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For Immediate Release
Office of the First Lady
August 7, 2008

Statement by Mrs. Laura Bush After a Visit to Mae Tao Clinic
Mae Tao Clinic
Mae Sot, Thailand

photos  Photos

     Fact sheet In Focus: Trip to Asia 2008

1:31 P.M. (Local)

MRS. BUSH: I want to introduce all of you, if you didn't meet her before, to Dr. Cynthia. Dr. Cynthia left Burma after the 1988 crackdown, which, as you know, the 20th anniversary of that is tomorrow, August 8th. She founded this clinic here to work with migrants. There are a lot of people, a lot of Burmese people who cross the border every day to work here in Thailand, and then there are more Burmese people who live in Thailand and work in Thailand.

Mrs. Laura Bush and daughter Barbara Bush talk with a nurse Thursday, Aug. 7, 2008 at Mae Tao Clinic at the Mea La Refugee Camp which provides free treatment for the sick and wounded Burmese migrant workers in Mae Sot, Thailand.  White House photo by Shealah Craighead And so she founded this clinic to give -- make sure their health needs were addressed. And as you can see, as you walked around with us, that a lot of babies are born here every year; that a lot of people have come in from Burma because of a needing of land mine -- needing of prostheses for an injury that they got from a land mine.

You can also see there's a lot of NGOs involved in here. You saw the doctor, the Scottish doctor who's doing the eye surgery who comes a few weeks a year to remove cataracts. I can't imagine anything more wonderful than that, to allow people to be able to see again. I think that's really particularly wonderful.

But one of the things that we brought to Dr. Cynthia are nets, mosquito nets. Malaria is a very serious problem here on the border, on the Thai-Burma border. So we -- Nothing but Nets, with help from PMI, the President's Malaria Initiative, is giving 10,000 nets, 10,000 mosquito nets to this part of Thailand. Five thousand will be here at the clinic and 5,000 will be at the refugee camp where we were before.

My staff worked to bring just hygienic supplies, and I also want to thank Tom's Natural Products from Maine, because when they found out we were doing this, they -- I wanted to be able to give biodegradable soaps, and they put together a big amount of supplies for you as well, and I want to thank them for that.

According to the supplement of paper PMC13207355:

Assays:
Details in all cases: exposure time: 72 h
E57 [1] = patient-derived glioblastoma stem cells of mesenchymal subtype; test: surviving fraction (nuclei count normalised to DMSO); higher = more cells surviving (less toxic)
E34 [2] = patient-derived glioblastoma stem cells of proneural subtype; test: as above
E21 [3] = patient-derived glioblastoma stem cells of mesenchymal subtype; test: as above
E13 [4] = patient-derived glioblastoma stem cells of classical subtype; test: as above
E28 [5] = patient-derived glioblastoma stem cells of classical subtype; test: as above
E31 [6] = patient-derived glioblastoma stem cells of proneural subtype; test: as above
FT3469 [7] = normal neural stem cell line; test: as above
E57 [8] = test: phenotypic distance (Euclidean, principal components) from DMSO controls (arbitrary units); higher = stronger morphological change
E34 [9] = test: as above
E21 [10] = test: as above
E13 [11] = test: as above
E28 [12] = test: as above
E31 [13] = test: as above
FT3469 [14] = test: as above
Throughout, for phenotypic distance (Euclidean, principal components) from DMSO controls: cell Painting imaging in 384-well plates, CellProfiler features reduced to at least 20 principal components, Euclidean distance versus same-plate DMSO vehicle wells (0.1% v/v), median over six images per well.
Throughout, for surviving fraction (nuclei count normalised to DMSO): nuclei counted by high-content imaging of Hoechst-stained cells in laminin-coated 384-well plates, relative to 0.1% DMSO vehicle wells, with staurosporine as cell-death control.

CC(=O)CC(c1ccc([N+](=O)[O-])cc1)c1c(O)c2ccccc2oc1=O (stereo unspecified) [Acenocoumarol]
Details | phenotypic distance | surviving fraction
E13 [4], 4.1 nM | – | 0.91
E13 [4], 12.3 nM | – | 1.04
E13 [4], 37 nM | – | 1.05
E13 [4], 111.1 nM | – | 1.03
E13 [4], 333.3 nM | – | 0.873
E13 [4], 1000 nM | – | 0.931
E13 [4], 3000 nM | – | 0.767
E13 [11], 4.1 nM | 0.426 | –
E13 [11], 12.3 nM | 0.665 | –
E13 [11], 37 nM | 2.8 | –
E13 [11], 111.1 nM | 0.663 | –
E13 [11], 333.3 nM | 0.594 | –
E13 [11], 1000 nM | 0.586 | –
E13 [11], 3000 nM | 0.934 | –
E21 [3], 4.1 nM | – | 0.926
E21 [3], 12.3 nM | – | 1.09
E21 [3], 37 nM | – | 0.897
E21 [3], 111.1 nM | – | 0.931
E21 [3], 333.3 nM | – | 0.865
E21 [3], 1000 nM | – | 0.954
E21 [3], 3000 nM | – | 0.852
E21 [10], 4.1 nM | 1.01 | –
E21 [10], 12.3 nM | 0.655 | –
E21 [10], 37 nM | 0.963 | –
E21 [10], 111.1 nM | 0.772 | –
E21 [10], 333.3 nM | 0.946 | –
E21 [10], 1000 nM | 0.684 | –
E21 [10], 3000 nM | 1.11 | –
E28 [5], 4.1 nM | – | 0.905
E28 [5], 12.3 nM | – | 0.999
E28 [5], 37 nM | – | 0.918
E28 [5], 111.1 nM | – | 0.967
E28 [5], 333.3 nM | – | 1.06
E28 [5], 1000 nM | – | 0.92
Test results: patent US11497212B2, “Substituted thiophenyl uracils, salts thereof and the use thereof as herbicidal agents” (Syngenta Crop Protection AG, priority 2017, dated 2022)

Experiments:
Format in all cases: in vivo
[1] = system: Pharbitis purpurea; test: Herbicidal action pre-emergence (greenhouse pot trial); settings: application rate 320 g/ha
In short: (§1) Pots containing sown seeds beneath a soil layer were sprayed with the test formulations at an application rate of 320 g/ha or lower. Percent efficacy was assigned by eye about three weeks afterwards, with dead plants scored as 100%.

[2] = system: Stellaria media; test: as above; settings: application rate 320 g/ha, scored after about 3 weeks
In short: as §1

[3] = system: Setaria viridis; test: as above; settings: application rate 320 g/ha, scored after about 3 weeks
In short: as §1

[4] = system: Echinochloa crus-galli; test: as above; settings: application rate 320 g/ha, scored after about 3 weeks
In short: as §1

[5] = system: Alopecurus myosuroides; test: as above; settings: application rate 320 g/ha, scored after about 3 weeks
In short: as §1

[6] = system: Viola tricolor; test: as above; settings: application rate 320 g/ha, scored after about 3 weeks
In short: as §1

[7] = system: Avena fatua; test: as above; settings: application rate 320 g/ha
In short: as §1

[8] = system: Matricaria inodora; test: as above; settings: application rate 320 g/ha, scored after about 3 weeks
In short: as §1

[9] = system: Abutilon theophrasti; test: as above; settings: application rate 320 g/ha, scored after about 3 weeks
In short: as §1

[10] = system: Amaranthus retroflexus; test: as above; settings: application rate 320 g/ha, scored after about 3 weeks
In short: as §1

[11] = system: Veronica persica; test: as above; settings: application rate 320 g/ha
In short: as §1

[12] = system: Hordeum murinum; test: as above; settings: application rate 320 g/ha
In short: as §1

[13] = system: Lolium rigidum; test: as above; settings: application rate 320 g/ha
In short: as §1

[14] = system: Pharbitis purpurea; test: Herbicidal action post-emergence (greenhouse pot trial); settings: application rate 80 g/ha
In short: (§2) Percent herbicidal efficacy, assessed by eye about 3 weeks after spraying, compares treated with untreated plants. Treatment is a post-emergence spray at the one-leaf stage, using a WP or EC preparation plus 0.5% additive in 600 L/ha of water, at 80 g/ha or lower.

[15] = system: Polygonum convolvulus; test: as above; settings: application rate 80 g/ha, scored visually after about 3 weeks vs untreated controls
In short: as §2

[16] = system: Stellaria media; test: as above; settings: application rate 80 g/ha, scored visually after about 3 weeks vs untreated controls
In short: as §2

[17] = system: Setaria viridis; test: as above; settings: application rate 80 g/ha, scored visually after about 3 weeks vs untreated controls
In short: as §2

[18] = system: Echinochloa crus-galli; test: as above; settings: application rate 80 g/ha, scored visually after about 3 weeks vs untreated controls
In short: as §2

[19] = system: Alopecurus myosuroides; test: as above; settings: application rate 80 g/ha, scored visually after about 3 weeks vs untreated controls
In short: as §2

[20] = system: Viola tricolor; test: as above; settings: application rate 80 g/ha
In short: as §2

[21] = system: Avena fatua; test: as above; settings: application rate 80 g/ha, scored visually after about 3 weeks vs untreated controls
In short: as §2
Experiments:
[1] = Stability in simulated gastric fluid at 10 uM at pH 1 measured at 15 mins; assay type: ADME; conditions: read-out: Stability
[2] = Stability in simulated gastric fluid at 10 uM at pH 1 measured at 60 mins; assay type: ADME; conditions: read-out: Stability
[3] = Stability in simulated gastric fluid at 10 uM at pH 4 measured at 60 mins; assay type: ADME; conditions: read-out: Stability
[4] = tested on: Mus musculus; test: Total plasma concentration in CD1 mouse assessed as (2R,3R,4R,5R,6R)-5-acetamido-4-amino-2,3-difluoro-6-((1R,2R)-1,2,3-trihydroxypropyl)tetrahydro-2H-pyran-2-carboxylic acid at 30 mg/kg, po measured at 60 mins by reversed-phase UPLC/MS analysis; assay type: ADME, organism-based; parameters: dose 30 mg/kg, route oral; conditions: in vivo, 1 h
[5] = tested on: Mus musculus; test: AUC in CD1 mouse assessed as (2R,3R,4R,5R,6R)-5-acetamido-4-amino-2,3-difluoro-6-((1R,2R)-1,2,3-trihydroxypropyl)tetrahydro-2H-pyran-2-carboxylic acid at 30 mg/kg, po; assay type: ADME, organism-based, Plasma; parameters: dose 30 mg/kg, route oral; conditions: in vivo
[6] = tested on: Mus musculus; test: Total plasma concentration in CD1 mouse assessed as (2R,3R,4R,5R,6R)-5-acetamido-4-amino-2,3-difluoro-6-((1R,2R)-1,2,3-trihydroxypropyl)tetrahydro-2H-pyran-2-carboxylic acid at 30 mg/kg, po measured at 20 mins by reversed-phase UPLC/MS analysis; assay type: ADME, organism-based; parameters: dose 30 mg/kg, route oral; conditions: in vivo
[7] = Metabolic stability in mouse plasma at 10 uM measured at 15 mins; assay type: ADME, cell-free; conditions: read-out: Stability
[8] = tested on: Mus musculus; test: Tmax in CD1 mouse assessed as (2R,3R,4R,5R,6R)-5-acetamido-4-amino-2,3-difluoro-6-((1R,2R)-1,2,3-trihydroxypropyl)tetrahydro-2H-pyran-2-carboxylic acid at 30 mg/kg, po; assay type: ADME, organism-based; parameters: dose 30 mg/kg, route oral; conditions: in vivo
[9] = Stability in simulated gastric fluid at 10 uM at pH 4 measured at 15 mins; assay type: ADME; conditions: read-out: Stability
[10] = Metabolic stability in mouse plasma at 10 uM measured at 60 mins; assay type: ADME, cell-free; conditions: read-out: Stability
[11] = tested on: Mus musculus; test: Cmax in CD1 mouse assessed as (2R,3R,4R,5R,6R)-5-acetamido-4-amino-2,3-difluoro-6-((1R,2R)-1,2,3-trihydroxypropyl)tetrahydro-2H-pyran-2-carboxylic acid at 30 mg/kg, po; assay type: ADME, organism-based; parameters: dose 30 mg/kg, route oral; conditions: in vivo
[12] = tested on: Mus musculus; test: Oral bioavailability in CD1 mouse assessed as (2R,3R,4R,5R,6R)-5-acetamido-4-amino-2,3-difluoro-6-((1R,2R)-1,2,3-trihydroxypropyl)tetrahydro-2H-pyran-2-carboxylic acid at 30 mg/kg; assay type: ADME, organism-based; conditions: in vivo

My staff, the First Lady's staff, gathered school supplies, and so we have a lot of school supplies as well to deliver. And I'm proud of them for getting that together.

We're going to go on now, we're running late, and so I'm not going to take -- have a chance to take questions from you all now, but for those of you who are on the plane later, maybe we can talk a little bit more about this.

But I just want to thank you all for coming with me. I want the people of Burma to know that the people of the United States want to help in whatever way they can; that the people of the United States are aware of the situation, the very repressive government in Burma and the human rights violations in Burma. And we want to do what we can to help. So that was why I wanted to come here while President Bush and I were in Thailand and I had the chance to come up here.

Thank you so much, Dr. Cynthia. Thank you for your wonderful, wonderful work for people here. God bless you, and God bless your work.

Ms. Barbara Bush, daughter of President George W. Bush and Mrs. Laura Bush, spends a playful moment with a small child during her visit to the Mae Tao Clinic at the Mae La Refugee Camp in Mae Sot, Thailand Thursday, Aug. 7, 2008.  White House photo by Shealah Craighead I first met Dr. Cynthia by video conference. Last December I did a video conference in here to the clinic.

So thank you all. Thank you so much, and God bless you.

Q How is it to personally meet her now?

MRS. BUSH: How is what?

Q How is it to personally meet her now instead of on video?

MRS. BUSH: Yes, exactly. Very nice to get to meet her in person. Thank you all, appreciate it.

END 1:35 P.M. (Local)

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